There are strangers gathered in front of a gold tower and the street looks like a shattered piñata and at first you see the sights, but then you hear the sounds. They are loud sounds. They are angry sounds. The loud, angry sounds transform into soaring voices of a church choir that do not worship, but condemn. That do not praise, but question. They are loud, angry voices thrown like rapid, careless brushstrokes of color thrown onto the streets. What color though? Because – let’s be honest – isn’t that the question everyone wants to ask? The colors of this masterpiece are red, blue, orange, green, and purple. A splash of pink.
You notice the colors of clothes more than skin because that’s how you are. That’s how you were raised. That’s what you believe.
What do you believe? You believe half of what you see and nothing of what you hear. Standing in this crowd of colorful strangers with phones held high capturing this moment, this night, this anger. You’ve never been so close to anger, so aware of its potency. The temperature is average for August, stifling and sticky, but in the deep pit of voices and anger, you feel like you’re on fire. You’re pinned between a giant mountain man with a bird nest of a beard, a fuchsia eye shadowed woman wearing a glitter hat, and a man with piercing blue eyes in a dark uniform and initials stamped on his chest. NYPD. The letters are meant to protect but you know it’s only half true. Just look around. There is a barricade on Fifth Avenue from 60th Street to 50th of bulletproof cars to block the traffic. The belts of the protectors hold cans of colorless gas and long, hard sticks, and shiny, gray guns. There are double fences in the streets, heavy metal meant to keep people out or keep people in. You’re not certain of the intention. But you know one thing – you cannot move and you have not moved for an hour and in all honesty, you don’t want to move. You’re not sure what you want but you’re sure of who you are and that seems to be a reason to stay.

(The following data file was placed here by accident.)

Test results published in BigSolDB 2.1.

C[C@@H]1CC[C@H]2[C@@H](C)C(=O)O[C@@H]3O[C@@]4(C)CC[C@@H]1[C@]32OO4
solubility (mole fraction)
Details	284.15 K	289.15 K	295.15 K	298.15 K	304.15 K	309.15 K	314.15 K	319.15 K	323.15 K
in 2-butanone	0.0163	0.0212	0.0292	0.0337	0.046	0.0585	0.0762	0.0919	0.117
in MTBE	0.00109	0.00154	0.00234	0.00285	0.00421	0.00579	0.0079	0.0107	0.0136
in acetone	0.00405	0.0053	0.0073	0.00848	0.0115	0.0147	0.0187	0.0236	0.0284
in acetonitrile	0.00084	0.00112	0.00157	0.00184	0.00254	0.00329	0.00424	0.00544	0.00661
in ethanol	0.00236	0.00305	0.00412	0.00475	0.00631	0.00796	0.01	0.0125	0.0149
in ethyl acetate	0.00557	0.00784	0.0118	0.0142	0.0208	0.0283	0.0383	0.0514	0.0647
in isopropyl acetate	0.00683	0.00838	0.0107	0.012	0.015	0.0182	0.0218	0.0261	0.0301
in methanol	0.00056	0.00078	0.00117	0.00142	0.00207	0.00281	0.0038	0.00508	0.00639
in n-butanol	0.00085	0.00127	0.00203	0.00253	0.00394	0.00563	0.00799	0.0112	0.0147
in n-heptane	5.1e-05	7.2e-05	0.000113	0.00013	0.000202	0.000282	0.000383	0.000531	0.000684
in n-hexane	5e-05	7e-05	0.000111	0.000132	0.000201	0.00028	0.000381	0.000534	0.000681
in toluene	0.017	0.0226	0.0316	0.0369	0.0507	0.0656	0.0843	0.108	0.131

Who are you? Let’s be honest. You are The Privileged.
When puberty hit, you buried your head in books and spoke only in nods. Your first kiss was read on paper years before felt in life. You missed the parties, the pot, the prom. You cried at the acceptance letter, the heavy stationery in your hands held the weight of a promise. You went to college in the city where dreams are made of (there’s nothing you can’t do), had 2.5 boyfriends, graduated with a maroon hat on your head and two ivory braids around your neck called Honors. You landed The Job. You got The Apartment. You collected an assortment of pretty Best Friends with varied passions but the same interests and body type. On weeknights, you paint your hair the color of sun and paint your nails the color of sky.
On weekends, you namaste and hashtag and sip overpriced green tea lychee pomegranate martinis and damn the Uber is late and Jessica fucked the guy you might have married and avocados never go on sale and on the rare nights you go home alone, you cry because life is so hard. You deserved this and you deserved that but instead you have a 401k and split ends. What about everything they promised you? What about the American Dream that was supposed to be free?
Fact: life is not hard for you.
You have never been hit or homeless or hungry. You can have anything you want if you ask and on the walk to work each morning, you smile at the crossing guard because she stops the cars on First Avenue from hitting you. You smile because you are protected. You are lucky.
In your best moments, you recognize this is not luck but Privilege and in your worst moments you can’t tell the difference.
And let’s be honest – you did nothing to deserve either.
Most people are not lucky. Most people are not Privileged. You will never understand because you cannot. But what you can do: listen. Listen as the streets swell with voices and bodies and heat because something is not right here. Nothing is right here. He made promises that turned into lies. He told lies that turned into violence. There was never an apology. He said it would be better and it is worse than before and it will continue to get worse until we do one thing we are all capable of doing.
Listen to the stories of those who do not look like you, who were not born where you were born, who do not believe what you believe. Who love this person instead of that person and who the fuck cares who anyone loves as long as there is love. Listen to their words, their stories, their fears. Keep an open heart and open mind that the world tells you not to have because they want you to be fearful. Do not be fearful.
If you are anything like me, you are most comfortable in acts of passivity. How can I comment on the inequalities which I have never suffered from? How can I offer a solution to problems I’ve never experienced? How can I stand in a crowd where people look at me and think I am like them when really I am like us?
We are all like us.
Let’s listen to each other.